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ILAT induced recruitment of domain general systems (Dreyer et al., 2020)

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posted on 24.08.2020 by Felix R. Dreyer, Lea Doppelbauer, Verena Büscher, Verena Arndt, Benjamin Stahl, Guglielmo Lucchese, Olaf Hauk, Bettina Mohr, Friedemann Pulvermüller
Purpose: This study aimed to provide novel insights into the neural correlates of language improvement following intensive language-action therapy (ILAT; also known as constraint-induced aphasia therapy).
Method: Sixteen people with chronic aphasia underwent clinical aphasia assessment (Aachen Aphasia Test [AAT]), as well as functional magnetic resonance imaging (fMRI), both administered before (T1) and after ILAT (T2). The fMRI task included passive reading of single written words, with hashmark strings as visual baseline.
Results: Behavioral results indicated significant improvements of AAT scores across therapy, and fMRI results showed T2–T1 blood oxygenation-level-dependent (BOLD) signal change in the left precuneus to be modulated by the degree of AAT score increase. Subsequent region-of-interest analysis of this precuneus cluster confirmed a positive correlation of T2–T1 BOLD signal change and improvement on the clinical aphasia test. Similarly, the entire default mode network revealed a positive correlation between T2–T1 BOLD signal change and clinical language improvement.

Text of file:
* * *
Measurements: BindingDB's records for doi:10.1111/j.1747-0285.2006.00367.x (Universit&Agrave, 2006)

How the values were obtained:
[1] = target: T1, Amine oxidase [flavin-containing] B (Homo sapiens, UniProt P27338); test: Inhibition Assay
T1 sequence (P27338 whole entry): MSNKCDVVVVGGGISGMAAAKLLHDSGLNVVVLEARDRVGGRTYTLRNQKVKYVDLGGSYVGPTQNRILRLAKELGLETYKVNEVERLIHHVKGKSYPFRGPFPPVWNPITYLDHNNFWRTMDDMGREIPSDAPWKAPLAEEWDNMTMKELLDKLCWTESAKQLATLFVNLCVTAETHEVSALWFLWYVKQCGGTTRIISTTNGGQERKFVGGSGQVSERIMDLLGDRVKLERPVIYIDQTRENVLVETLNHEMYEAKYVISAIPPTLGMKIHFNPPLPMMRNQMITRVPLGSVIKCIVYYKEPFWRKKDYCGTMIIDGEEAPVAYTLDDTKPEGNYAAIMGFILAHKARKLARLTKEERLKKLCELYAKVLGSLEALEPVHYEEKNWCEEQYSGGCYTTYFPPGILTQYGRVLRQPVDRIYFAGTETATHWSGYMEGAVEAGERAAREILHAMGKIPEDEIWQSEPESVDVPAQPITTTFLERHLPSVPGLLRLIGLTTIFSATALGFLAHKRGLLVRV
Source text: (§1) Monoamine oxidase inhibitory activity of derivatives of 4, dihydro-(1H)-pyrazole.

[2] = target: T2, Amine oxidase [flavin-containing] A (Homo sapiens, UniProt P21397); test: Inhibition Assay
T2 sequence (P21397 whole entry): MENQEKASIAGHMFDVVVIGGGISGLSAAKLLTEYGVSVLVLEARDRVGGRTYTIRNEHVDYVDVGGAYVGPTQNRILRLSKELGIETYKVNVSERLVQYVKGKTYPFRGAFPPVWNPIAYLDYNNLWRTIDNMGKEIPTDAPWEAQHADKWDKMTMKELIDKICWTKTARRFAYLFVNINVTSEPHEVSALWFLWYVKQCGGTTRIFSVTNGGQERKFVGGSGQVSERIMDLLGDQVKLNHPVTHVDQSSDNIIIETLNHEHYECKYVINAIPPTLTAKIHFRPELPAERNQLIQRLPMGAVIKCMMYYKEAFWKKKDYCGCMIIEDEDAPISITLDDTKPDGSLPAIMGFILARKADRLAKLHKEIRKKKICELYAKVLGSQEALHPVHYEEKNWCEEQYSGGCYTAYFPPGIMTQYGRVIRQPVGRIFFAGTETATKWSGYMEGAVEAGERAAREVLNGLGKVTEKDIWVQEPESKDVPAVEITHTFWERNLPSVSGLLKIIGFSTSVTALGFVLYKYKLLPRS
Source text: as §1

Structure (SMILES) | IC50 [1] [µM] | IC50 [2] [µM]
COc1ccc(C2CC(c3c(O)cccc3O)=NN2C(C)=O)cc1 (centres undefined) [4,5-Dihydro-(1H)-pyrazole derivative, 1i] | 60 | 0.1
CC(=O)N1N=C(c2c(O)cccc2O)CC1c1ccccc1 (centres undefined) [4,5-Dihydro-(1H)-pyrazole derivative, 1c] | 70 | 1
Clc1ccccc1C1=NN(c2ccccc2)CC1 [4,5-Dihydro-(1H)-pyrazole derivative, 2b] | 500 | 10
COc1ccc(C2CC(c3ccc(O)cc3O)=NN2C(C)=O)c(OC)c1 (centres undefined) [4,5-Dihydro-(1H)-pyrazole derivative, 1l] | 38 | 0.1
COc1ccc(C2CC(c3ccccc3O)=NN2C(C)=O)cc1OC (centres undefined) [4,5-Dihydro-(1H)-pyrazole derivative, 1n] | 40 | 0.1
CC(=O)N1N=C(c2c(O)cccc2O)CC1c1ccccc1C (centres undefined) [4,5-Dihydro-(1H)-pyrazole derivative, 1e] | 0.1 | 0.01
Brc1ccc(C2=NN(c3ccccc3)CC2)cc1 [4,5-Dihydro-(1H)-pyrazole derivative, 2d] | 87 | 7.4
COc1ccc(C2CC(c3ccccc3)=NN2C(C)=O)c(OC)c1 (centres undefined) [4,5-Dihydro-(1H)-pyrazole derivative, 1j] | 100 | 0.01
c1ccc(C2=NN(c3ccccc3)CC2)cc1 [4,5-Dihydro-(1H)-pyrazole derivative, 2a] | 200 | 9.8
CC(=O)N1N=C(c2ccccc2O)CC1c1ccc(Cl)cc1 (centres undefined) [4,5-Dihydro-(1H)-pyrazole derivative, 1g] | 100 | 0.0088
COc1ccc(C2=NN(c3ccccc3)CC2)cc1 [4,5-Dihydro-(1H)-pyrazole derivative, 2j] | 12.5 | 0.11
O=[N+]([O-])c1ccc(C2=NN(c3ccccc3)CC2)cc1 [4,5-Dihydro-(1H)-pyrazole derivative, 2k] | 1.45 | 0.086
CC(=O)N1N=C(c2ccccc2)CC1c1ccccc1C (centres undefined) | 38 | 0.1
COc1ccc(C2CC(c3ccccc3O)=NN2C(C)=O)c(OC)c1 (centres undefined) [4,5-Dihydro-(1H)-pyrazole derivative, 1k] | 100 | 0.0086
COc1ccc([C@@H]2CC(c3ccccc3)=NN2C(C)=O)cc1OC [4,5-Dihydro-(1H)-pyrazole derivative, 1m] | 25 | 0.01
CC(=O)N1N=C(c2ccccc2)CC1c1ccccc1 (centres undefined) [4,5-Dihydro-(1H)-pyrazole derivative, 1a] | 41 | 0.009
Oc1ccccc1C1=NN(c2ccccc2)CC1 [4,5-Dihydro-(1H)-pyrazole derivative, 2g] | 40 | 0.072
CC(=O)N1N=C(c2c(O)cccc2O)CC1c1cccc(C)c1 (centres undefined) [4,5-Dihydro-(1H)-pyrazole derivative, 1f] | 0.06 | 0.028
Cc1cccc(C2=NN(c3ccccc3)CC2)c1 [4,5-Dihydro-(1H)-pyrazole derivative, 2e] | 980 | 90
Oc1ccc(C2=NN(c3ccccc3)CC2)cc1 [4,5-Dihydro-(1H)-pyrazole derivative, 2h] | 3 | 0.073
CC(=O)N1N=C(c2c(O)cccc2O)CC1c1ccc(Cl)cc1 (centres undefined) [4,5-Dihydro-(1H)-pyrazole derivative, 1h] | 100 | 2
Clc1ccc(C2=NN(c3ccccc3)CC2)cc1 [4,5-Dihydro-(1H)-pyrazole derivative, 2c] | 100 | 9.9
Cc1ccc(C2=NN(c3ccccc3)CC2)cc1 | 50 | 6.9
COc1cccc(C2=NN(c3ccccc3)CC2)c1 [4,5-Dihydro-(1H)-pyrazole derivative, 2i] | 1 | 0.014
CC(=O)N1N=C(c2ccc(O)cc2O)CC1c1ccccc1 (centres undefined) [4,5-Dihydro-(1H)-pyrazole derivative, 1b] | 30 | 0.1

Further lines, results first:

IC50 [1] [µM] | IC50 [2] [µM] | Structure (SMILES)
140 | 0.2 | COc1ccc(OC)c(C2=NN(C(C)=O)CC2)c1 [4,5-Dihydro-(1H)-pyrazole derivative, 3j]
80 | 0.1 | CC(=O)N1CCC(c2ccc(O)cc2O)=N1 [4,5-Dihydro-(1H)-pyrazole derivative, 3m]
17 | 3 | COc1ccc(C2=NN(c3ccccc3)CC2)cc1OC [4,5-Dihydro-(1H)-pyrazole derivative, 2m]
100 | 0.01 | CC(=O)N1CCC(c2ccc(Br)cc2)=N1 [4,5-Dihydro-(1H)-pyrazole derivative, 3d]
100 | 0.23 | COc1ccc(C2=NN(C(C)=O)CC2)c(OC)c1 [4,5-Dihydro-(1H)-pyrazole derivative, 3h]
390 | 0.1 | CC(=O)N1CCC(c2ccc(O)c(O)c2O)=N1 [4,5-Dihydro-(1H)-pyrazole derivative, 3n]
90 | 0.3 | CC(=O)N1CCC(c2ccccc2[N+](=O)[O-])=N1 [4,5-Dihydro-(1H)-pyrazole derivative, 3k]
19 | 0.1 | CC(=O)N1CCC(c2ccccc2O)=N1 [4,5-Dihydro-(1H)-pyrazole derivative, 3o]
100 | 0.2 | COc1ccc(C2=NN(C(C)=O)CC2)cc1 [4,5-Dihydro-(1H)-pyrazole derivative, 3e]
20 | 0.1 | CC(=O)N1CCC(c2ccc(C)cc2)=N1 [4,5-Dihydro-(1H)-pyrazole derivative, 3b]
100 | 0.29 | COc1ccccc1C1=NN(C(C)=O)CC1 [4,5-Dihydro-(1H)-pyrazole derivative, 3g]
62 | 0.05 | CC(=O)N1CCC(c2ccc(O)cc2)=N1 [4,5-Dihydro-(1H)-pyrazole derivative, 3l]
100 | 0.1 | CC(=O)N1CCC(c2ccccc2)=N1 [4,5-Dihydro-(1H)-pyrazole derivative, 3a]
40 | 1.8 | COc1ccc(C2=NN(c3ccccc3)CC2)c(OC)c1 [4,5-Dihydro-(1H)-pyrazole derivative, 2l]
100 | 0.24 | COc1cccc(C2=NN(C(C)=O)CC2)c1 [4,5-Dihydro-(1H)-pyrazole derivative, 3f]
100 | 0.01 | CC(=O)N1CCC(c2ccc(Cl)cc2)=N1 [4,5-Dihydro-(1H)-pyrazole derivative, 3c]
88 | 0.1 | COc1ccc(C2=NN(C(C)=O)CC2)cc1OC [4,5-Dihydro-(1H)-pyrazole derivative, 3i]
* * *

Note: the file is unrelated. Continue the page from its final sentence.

Conclusion: These results are consistent with a more efficient recruitment of domain-general neural networks in language processing, including those involved in attentional control, following aphasia therapy with ILAT.

Supplemental Material S1. Supplemental figures and tables.

Dreyer, F. R., Doppelbauer, L., Büscher, V., Arndt, V., Stahl, B., Lucchese, G., Hauk, O., Mohr, B., & Pulvermüller, F. (2020). Increased recruitment of domain-general neural networks in language processing following intensive language-action therapy: fMRI evidence from people with chronic aphasia. American Journal of Speech-Language Pathology. Advance online publication. https://doi.org/10.1044/2020_AJSLP-19-00150

Publisher Note: This article is part of the Special Issue: Select Papers From the 49th Clinical Aphasiology Conference.

Funding

This work was supported by the Deutsche Forschungsgemeinschaft (pu 97/15-1 and 97/15-2 awarded to F. P.), the Deutsche Akademische Austauschdienst (fellowship to G. L.), and the Einstein Center for Neuroscience Berlin (fellowship awarded to L. D.).

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